UnPresidented? Obama Using Temp Agency To Fill Supreme Court Vacancy


Washington—President Barack Obama is using his executive authority to appoint a temporary Supreme Court Justice to the bench. The President is not interested in having a long vacancy for this critical position. Critics claim utilizing such temp agencies for the highest court in the land would be inappropriate. Republicans are calling the move “dumb” and “stupid.” They would like to expand on those criticism once Thesaurus.com is back up and running.  Obama responded, “We admit this is less than ideal, but our Human Resource Department is really struggling to fill key positions of late. The judges are all covered under Obamacare, which is actually part of the problem. It really only covers on-the-job accidents that occur while legislating like, for instances, hitting your hands with the gavel, or tripping on your robes while approaching the bench. Oh, and those death panels are also covered for judges, depending on who is president at the time.”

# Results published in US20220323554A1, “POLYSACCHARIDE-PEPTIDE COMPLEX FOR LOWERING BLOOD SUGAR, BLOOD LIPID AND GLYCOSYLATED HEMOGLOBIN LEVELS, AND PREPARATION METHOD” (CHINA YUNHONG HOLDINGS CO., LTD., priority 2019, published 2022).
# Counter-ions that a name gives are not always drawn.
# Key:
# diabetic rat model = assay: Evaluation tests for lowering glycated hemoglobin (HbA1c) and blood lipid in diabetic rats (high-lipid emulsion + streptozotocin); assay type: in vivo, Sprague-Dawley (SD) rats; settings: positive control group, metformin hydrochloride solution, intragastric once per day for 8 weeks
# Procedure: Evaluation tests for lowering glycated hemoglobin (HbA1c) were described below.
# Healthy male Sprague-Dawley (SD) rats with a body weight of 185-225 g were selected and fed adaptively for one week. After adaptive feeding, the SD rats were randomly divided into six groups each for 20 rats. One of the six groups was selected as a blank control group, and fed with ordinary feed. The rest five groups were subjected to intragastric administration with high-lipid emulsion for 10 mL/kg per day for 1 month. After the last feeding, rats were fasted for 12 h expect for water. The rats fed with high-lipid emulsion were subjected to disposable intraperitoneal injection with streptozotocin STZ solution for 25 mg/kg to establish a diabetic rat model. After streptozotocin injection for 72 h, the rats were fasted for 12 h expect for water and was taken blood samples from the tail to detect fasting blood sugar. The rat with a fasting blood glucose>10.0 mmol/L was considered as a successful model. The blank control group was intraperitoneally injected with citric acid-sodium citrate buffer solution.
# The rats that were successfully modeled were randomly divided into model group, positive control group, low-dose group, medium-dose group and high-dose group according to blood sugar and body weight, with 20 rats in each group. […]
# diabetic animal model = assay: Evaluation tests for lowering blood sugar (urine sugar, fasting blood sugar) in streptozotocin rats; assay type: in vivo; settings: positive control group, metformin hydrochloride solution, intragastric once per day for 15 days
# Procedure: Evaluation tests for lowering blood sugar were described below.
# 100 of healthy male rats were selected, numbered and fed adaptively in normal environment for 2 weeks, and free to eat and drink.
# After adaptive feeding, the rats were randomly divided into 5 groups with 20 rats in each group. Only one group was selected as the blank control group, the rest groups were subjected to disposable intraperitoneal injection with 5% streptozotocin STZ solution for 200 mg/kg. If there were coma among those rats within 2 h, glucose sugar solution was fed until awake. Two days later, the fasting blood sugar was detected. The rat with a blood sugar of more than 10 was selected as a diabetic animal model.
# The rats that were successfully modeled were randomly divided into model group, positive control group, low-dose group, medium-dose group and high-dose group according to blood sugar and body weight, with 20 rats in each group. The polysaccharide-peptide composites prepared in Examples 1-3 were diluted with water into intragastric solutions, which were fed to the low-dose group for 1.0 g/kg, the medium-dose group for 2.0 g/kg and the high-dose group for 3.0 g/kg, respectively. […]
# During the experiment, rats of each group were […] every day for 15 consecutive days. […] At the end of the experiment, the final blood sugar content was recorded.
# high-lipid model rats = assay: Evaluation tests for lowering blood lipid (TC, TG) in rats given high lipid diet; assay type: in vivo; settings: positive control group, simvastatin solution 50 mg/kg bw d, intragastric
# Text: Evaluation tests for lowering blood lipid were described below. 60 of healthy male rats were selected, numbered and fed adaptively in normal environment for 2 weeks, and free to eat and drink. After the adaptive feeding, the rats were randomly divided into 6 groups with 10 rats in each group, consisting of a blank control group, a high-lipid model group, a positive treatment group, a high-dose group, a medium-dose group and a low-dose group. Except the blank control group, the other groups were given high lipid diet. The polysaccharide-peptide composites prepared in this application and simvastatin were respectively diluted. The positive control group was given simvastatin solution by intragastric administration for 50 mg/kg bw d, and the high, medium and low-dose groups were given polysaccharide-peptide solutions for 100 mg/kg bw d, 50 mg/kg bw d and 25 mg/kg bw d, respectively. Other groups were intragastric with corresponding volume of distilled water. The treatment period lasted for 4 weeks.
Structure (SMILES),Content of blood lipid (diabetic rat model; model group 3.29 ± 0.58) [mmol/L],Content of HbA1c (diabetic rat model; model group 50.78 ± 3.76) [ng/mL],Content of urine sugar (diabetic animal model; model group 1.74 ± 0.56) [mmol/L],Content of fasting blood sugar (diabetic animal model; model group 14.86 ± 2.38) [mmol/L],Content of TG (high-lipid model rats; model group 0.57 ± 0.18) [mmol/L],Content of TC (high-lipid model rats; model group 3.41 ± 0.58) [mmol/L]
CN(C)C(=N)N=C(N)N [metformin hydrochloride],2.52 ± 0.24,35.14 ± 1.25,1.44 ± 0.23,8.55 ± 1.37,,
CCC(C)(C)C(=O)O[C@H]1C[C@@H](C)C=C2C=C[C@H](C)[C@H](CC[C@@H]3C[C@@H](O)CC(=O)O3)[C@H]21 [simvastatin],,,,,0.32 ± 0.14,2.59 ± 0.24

Press Secretary Jay Carney is defending the move. “This is not a lifetime appointment. We are contracting a temp only until a fulltime replacement is nominated. This is also not unprecedented. Although Millard Fillmore didn’t actually use a temp agency to fill a SCOTUS position, he did appoint Carol from accounting to the Supreme Court. She was later pivotal in the landmark decision banning people from entering establishments without shoes and shirts.” Carney also cited the actions of Harry S. Truman, who tried to involve a temp agency after Supreme Court Justice Murphy started hosting what he called “an endless naked barcrawl.”

President Obama added, “We need to move forward with this plan. I am not going to confirm anyone in this environment, so I admit the Garland gag was a little cruel. I thought about re-nominating Bush’s disastrous pick, Harriet Miers. Remember that? I know, it’s horrible of me, but I would have paid the girl…79 cents on the dollar. Ha!”
[Lilly Tempbetter Act joke removed by the editor, placed in a small brown bag, and flung into the Schuylkill River]
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